Our top priority is sharing verified information, stamping out rumours, and trying to keep people socially connected while physically isolated.
In collaboration with the APLE Collective, we continue to gather information about how digital exclusion affects people in poverty.
Physical isolation is an incubator for anxiety and depression. While mental health issues can affect people in all walks of life, people in poverty are particularly hard-pressed because their conditions of isolation are often cramped, in bad housing or temporary hostels. They have less money to cope with shortages and price gouging. They lack access to nature, the Internet, and other forms of entertainment. These conditions can trigger anger, tension and conflict.
Children and school
Unfortunately, some older students who were struggling with school decided to end their formal education when they learned that exams were cancelled due to the pandemic.
While primary schools maintain some communication with families, we have spoken to families whose children are now completely cut off from school friends. Parents can find it challenging to sift through warnings in order to understand whether they should stay indoors or if they can safely let their children play outdoors.
We have supported some parents to be able to print out their children’s homework assignments. In some families several children have access to only one tablet and their school does not offer any support.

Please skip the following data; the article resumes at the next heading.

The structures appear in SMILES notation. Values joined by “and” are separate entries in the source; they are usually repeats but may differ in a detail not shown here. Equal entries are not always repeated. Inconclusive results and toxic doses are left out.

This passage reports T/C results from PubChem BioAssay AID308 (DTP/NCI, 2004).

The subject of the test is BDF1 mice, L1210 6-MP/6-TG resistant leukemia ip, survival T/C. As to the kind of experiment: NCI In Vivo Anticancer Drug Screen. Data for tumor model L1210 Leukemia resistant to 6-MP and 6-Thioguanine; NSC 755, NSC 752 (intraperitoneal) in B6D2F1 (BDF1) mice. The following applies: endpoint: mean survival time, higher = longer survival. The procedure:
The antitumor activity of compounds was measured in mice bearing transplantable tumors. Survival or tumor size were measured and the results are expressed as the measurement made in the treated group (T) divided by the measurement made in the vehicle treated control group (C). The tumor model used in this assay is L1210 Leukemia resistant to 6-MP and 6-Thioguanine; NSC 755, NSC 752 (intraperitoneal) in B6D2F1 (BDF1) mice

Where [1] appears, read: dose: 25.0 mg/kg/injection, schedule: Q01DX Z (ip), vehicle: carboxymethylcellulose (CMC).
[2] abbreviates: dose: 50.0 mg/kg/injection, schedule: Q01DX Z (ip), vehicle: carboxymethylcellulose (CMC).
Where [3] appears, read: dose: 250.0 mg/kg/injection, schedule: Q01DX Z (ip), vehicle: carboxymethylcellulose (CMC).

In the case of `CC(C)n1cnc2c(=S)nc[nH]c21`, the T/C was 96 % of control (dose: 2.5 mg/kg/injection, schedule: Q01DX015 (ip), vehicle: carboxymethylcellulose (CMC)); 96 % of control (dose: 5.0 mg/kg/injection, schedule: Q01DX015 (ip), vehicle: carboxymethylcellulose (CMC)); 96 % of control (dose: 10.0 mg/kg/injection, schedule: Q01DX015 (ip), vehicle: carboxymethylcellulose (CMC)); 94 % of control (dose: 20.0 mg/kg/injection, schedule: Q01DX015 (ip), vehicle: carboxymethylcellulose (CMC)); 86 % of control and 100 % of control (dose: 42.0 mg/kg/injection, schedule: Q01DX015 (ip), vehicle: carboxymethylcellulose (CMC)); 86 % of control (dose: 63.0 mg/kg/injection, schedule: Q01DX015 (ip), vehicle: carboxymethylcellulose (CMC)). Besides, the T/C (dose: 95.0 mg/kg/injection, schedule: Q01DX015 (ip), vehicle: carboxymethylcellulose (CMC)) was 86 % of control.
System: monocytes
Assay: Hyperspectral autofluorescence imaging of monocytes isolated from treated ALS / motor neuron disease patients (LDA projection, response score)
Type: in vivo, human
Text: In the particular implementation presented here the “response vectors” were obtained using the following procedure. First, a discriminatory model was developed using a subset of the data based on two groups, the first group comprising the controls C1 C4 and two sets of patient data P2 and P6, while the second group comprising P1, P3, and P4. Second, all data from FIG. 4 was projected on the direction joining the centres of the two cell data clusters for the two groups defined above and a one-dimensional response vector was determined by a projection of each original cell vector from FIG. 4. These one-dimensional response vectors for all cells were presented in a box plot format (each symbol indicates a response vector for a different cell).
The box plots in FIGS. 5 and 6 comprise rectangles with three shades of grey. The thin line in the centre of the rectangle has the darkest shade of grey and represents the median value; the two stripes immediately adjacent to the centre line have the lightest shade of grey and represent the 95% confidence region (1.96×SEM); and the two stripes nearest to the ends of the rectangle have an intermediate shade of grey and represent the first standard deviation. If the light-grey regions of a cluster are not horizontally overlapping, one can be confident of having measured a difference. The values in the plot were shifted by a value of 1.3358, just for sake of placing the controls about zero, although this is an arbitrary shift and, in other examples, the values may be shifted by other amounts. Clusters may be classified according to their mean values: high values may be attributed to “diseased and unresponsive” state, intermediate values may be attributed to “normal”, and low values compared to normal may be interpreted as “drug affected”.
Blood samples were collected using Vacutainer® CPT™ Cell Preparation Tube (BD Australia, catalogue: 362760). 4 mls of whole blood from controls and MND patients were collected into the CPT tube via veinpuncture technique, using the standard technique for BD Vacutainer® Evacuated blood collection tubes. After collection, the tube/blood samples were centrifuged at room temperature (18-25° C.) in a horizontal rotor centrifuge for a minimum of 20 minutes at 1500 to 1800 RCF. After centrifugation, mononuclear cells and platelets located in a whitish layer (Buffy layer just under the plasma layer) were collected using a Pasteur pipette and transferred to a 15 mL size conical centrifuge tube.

In addition, we have begun sending out some arts-and-crafts activity packs for children to occupy them during the Easter holidays, as well as for adults who lack access to virtual entertainment. Donations are welcome to support all these efforts, via Just Giving.
Additional updates from ATD members
People whose previous earnings were cash-in-hand can’t prove their income loss to apply for help.
A person who is in the hospital for a chronic illness says that visiting hours for all wards and opportunities to go outside have been greatly reduced.
The security guard in a hostel for homeless men says that he has been issued one pair of gloves and one small bottle of sanitizer. He worries that this is insufficient protection.
People who were appealing reductions to their Personal Independence Payment are in limbo waiting for a response.
In Berkshire County, because pubs are closed, there was a break-in to steal liquor from a newsagent.
Shortages and store closures mean that some people need to spend more money on buses to find groceries. This is particularly difficult when family some members must follow special dietary rules. In several difficult situations, people have been able to receive support from mutual aid groups, neighbours, or church groups.
Staying in touch
Our Facebook page will continue to share information about health, access to public services, and cultural information. Here, you can read an update from ATD Fourth World’s International Leadership Team. Please continue to let us know how you are doing.
With friendship and sending everyone our warmest wishes,
Thomas Croft and Diana Skelton, National Coordination Team